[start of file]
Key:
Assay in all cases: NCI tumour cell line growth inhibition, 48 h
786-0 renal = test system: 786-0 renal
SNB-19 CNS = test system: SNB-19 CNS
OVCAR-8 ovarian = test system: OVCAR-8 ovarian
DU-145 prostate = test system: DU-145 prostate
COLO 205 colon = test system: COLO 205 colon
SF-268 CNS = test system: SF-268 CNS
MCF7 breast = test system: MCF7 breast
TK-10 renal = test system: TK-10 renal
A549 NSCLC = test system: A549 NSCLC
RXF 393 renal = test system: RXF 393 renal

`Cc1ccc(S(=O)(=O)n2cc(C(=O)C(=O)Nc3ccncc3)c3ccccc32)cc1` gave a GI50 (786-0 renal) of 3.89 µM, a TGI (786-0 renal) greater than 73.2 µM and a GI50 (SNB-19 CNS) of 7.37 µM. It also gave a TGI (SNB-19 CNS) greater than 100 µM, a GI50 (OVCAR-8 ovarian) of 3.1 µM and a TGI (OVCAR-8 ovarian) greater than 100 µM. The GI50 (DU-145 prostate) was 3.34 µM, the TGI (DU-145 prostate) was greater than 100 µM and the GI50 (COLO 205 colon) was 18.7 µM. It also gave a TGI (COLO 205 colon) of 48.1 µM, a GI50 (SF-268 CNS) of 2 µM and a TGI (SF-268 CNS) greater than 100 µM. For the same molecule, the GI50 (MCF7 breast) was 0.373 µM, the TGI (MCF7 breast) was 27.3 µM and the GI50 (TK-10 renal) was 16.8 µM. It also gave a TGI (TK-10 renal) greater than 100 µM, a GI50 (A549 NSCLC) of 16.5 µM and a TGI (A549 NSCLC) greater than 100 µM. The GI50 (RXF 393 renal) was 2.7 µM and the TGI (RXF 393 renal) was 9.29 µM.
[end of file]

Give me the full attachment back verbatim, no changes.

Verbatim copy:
Key:
Assay in all cases: NCI tumour cell line growth inhibition, 48 h
786-0 renal = test system: 786-0 renal
SNB-19 CNS = test system: SNB-19 CNS
OVCAR-8 ovarian = test system: OVCAR-8 ovarian
DU-145 prostate = test system: DU-145 prostate
COLO 205 colon = test system: COLO 205 colon
SF-268 CNS = test system: SF-268 CNS
MCF7 breast = test system: MCF7 breast
TK-10 renal = test system: TK-10 renal
A549 NSCLC = test system: A549 NSCLC
RXF 393 renal = test system: RXF 393 renal

`Cc1ccc(S(=O)(=O)n2cc(C(=O)C(=O)Nc3ccncc3)c3ccccc32)cc1` gave a GI50 (786-0 renal) of 3.89 µM, a TGI (786-0 renal) greater than 73.2 µM and a GI50 (SNB-19 CNS) of 7.37 µM. It also gave a TGI (SNB-19 CNS) greater than 100 µM, a GI50 (OVCAR-8 ovarian) of 3.1 µM and a TGI (OVCAR-8 ovarian) greater than 100 µM. The GI50 (DU-145 prostate) was 3.34 µM, the TGI (DU-145 prostate) was greater than 100 µM and the GI50 (COLO 205 colon) was 18.7 µM. It also gave a TGI (COLO 205 colon) of 48.1 µM, a GI50 (SF-268 CNS) of 2 µM and a TGI (SF-268 CNS) greater than 100 µM. For the same molecule, the GI50 (MCF7 breast) was 0.373 µM, the TGI (MCF7 breast) was 27.3 µM and the GI50 (TK-10 renal) was 16.8 µM. It also gave a TGI (TK-10 renal) greater than 100 µM, a GI50 (A549 NSCLC) of 16.5 µM and a TGI (A549 NSCLC) greater than 100 µM. The GI50 (RXF 393 renal) was 2.7 µM and the TGI (RXF 393 renal) was 9.29 µM.